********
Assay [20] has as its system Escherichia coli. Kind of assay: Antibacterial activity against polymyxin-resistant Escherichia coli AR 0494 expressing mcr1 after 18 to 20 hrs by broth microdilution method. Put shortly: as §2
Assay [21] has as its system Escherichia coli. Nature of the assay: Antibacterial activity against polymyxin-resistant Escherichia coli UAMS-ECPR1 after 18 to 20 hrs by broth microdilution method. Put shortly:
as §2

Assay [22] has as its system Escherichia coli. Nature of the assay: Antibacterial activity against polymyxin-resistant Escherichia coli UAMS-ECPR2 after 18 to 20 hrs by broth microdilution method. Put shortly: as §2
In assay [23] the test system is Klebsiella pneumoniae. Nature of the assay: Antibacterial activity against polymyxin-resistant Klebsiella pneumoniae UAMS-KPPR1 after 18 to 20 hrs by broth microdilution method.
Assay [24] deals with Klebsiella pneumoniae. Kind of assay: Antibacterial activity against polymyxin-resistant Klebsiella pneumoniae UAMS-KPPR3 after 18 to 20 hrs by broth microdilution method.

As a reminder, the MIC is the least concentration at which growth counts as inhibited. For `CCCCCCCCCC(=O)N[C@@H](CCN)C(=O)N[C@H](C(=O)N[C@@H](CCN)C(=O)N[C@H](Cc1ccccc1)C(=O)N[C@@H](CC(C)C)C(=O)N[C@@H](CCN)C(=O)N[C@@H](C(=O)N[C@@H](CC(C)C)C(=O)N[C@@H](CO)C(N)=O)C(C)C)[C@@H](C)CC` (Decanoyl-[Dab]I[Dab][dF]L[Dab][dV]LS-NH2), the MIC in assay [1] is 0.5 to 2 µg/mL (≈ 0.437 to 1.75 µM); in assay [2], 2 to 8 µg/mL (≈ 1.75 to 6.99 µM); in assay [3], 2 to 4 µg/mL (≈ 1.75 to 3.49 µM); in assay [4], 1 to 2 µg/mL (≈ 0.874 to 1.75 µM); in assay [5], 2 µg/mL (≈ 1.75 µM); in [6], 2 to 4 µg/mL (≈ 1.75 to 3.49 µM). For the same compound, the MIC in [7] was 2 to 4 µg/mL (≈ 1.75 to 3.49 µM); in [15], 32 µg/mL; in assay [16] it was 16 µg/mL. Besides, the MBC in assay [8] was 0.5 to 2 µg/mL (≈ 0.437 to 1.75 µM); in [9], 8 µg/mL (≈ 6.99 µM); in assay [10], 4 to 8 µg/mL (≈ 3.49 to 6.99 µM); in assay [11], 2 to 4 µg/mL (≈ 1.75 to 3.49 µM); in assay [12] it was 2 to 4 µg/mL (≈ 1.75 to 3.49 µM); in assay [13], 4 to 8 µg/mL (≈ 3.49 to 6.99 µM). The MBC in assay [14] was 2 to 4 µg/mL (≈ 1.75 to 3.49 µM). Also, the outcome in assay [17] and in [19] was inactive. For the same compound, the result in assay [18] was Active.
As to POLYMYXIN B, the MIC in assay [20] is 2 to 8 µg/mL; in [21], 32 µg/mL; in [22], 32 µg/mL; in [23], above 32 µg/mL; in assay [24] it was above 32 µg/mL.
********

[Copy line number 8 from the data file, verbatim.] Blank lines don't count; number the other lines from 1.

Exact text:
As to POLYMYXIN B, the MIC in assay [20] is 2 to 8 µg/mL; in [21], 32 µg/mL; in [22], 32 µg/mL; in [23], above 32 µg/mL; in assay [24] it was above 32 µg/mL.